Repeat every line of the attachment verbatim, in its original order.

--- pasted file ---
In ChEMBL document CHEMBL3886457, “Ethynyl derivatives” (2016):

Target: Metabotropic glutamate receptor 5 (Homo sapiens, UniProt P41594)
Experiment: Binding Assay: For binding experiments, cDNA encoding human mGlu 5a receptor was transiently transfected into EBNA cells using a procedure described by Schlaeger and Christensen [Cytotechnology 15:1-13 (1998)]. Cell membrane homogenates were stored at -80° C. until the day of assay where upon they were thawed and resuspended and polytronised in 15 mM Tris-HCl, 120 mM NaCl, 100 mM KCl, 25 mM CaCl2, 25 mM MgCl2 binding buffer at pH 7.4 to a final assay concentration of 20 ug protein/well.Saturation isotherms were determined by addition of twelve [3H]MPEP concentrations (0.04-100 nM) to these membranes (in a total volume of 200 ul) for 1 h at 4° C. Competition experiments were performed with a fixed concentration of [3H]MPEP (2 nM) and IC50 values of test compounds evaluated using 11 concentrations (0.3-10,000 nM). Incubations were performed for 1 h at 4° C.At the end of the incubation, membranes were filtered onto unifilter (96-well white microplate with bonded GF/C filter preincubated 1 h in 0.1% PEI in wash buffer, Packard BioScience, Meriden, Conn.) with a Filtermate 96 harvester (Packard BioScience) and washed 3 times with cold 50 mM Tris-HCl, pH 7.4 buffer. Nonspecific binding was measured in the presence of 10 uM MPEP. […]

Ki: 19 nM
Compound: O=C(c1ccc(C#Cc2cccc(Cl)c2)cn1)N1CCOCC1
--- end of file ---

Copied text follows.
In ChEMBL document CHEMBL3886457, “Ethynyl derivatives” (2016):

Target: Metabotropic glutamate receptor 5 (Homo sapiens, UniProt P41594)
Experiment: Binding Assay: For binding experiments, cDNA encoding human mGlu 5a receptor was transiently transfected into EBNA cells using a procedure described by Schlaeger and Christensen [Cytotechnology 15:1-13 (1998)]. Cell membrane homogenates were stored at -80° C. until the day of assay where upon they were thawed and resuspended and polytronised in 15 mM Tris-HCl, 120 mM NaCl, 100 mM KCl, 25 mM CaCl2, 25 mM MgCl2 binding buffer at pH 7.4 to a final assay concentration of 20 ug protein/well.Saturation isotherms were determined by addition of twelve [3H]MPEP concentrations (0.04-100 nM) to these membranes (in a total volume of 200 ul) for 1 h at 4° C. Competition experiments were performed with a fixed concentration of [3H]MPEP (2 nM) and IC50 values of test compounds evaluated using 11 concentrations (0.3-10,000 nM). Incubations were performed for 1 h at 4° C.At the end of the incubation, membranes were filtered onto unifilter (96-well white microplate with bonded GF/C filter preincubated 1 h in 0.1% PEI in wash buffer, Packard BioScience, Meriden, Conn.) with a Filtermate 96 harvester (Packard BioScience) and washed 3 times with cold 50 mM Tris-HCl, pH 7.4 buffer. Nonspecific binding was measured in the presence of 10 uM MPEP. […]

Ki: 19 nM
Compound: O=C(c1ccc(C#Cc2cccc(Cl)c2)cn1)N1CCOCC1